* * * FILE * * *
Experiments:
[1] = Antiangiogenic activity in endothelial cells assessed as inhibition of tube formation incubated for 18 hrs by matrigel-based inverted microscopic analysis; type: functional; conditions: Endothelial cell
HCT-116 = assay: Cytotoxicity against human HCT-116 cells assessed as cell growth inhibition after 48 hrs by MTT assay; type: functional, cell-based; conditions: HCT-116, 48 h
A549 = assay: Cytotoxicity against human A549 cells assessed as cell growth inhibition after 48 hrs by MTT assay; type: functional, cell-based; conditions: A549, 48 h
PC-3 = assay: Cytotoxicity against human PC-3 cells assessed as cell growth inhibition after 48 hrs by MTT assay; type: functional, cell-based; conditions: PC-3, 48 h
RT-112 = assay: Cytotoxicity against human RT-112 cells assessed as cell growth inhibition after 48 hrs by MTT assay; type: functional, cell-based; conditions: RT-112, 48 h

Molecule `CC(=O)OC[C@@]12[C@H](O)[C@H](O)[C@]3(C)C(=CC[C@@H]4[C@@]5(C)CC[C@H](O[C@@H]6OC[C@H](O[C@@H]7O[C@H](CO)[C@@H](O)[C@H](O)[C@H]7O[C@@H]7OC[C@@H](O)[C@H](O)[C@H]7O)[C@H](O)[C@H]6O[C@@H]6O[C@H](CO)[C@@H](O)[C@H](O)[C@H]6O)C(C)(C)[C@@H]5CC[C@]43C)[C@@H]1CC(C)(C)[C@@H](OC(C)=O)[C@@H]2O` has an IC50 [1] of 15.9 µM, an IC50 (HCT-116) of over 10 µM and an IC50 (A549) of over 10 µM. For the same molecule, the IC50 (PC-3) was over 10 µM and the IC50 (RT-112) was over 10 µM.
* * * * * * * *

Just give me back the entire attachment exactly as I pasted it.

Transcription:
Experiments:
[1] = Antiangiogenic activity in endothelial cells assessed as inhibition of tube formation incubated for 18 hrs by matrigel-based inverted microscopic analysis; type: functional; conditions: Endothelial cell
HCT-116 = assay: Cytotoxicity against human HCT-116 cells assessed as cell growth inhibition after 48 hrs by MTT assay; type: functional, cell-based; conditions: HCT-116, 48 h
A549 = assay: Cytotoxicity against human A549 cells assessed as cell growth inhibition after 48 hrs by MTT assay; type: functional, cell-based; conditions: A549, 48 h
PC-3 = assay: Cytotoxicity against human PC-3 cells assessed as cell growth inhibition after 48 hrs by MTT assay; type: functional, cell-based; conditions: PC-3, 48 h
RT-112 = assay: Cytotoxicity against human RT-112 cells assessed as cell growth inhibition after 48 hrs by MTT assay; type: functional, cell-based; conditions: RT-112, 48 h

Molecule `CC(=O)OC[C@@]12[C@H](O)[C@H](O)[C@]3(C)C(=CC[C@@H]4[C@@]5(C)CC[C@H](O[C@@H]6OC[C@H](O[C@@H]7O[C@H](CO)[C@@H](O)[C@H](O)[C@H]7O[C@@H]7OC[C@@H](O)[C@H](O)[C@H]7O)[C@H](O)[C@H]6O[C@@H]6O[C@H](CO)[C@@H](O)[C@H](O)[C@H]6O)C(C)(C)[C@@H]5CC[C@]43C)[C@@H]1CC(C)(C)[C@@H](OC(C)=O)[C@@H]2O` has an IC50 [1] of 15.9 µM, an IC50 (HCT-116) of over 10 µM and an IC50 (A549) of over 10 µM. For the same molecule, the IC50 (PC-3) was over 10 µM and the IC50 (RT-112) was over 10 µM.